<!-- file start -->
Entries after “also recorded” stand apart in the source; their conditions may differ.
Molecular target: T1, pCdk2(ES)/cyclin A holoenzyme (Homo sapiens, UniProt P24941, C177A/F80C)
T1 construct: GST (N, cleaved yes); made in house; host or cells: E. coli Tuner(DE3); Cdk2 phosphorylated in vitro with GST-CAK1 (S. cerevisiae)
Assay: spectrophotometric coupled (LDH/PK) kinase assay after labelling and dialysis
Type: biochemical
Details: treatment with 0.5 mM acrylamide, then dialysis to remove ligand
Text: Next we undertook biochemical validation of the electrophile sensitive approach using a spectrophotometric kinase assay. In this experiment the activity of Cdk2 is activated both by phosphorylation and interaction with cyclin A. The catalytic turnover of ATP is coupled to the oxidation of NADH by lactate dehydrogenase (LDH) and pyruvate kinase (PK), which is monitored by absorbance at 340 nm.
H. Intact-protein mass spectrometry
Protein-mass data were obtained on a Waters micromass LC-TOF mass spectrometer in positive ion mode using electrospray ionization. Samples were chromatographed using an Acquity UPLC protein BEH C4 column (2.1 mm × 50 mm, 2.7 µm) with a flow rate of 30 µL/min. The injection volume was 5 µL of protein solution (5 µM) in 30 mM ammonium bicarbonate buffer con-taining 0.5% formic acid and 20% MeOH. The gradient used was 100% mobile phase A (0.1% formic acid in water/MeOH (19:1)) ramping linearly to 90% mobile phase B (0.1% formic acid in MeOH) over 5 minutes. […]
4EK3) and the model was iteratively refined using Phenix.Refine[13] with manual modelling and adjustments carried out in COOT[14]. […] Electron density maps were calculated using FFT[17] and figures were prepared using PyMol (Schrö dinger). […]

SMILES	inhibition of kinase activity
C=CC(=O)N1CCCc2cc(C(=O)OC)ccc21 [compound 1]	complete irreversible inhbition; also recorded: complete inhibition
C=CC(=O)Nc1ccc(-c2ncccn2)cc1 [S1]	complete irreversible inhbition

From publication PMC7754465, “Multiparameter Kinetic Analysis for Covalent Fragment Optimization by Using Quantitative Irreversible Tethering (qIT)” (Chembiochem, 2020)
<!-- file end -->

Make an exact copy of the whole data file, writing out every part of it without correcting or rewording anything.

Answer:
Entries after “also recorded” stand apart in the source; their conditions may differ.
Molecular target: T1, pCdk2(ES)/cyclin A holoenzyme (Homo sapiens, UniProt P24941, C177A/F80C)
T1 construct: GST (N, cleaved yes); made in house; host or cells: E. coli Tuner(DE3); Cdk2 phosphorylated in vitro with GST-CAK1 (S. cerevisiae)
Assay: spectrophotometric coupled (LDH/PK) kinase assay after labelling and dialysis
Type: biochemical
Details: treatment with 0.5 mM acrylamide, then dialysis to remove ligand
Text: Next we undertook biochemical validation of the electrophile sensitive approach using a spectrophotometric kinase assay. In this experiment the activity of Cdk2 is activated both by phosphorylation and interaction with cyclin A. The catalytic turnover of ATP is coupled to the oxidation of NADH by lactate dehydrogenase (LDH) and pyruvate kinase (PK), which is monitored by absorbance at 340 nm.
H. Intact-protein mass spectrometry
Protein-mass data were obtained on a Waters micromass LC-TOF mass spectrometer in positive ion mode using electrospray ionization. Samples were chromatographed using an Acquity UPLC protein BEH C4 column (2.1 mm × 50 mm, 2.7 µm) with a flow rate of 30 µL/min. The injection volume was 5 µL of protein solution (5 µM) in 30 mM ammonium bicarbonate buffer con-taining 0.5% formic acid and 20% MeOH. The gradient used was 100% mobile phase A (0.1% formic acid in water/MeOH (19:1)) ramping linearly to 90% mobile phase B (0.1% formic acid in MeOH) over 5 minutes. […]
4EK3) and the model was iteratively refined using Phenix.Refine[13] with manual modelling and adjustments carried out in COOT[14]. […] Electron density maps were calculated using FFT[17] and figures were prepared using PyMol (Schrö dinger). […]

SMILES	inhibition of kinase activity
C=CC(=O)N1CCCc2cc(C(=O)OC)ccc21 [compound 1]	complete irreversible inhbition; also recorded: complete inhibition
C=CC(=O)Nc1ccc(-c2ncccn2)cc1 [S1]	complete irreversible inhbition

From publication PMC7754465, “Multiparameter Kinetic Analysis for Covalent Fragment Optimization by Using Quantitative Irreversible Tethering (qIT)” (Chembiochem, 2020)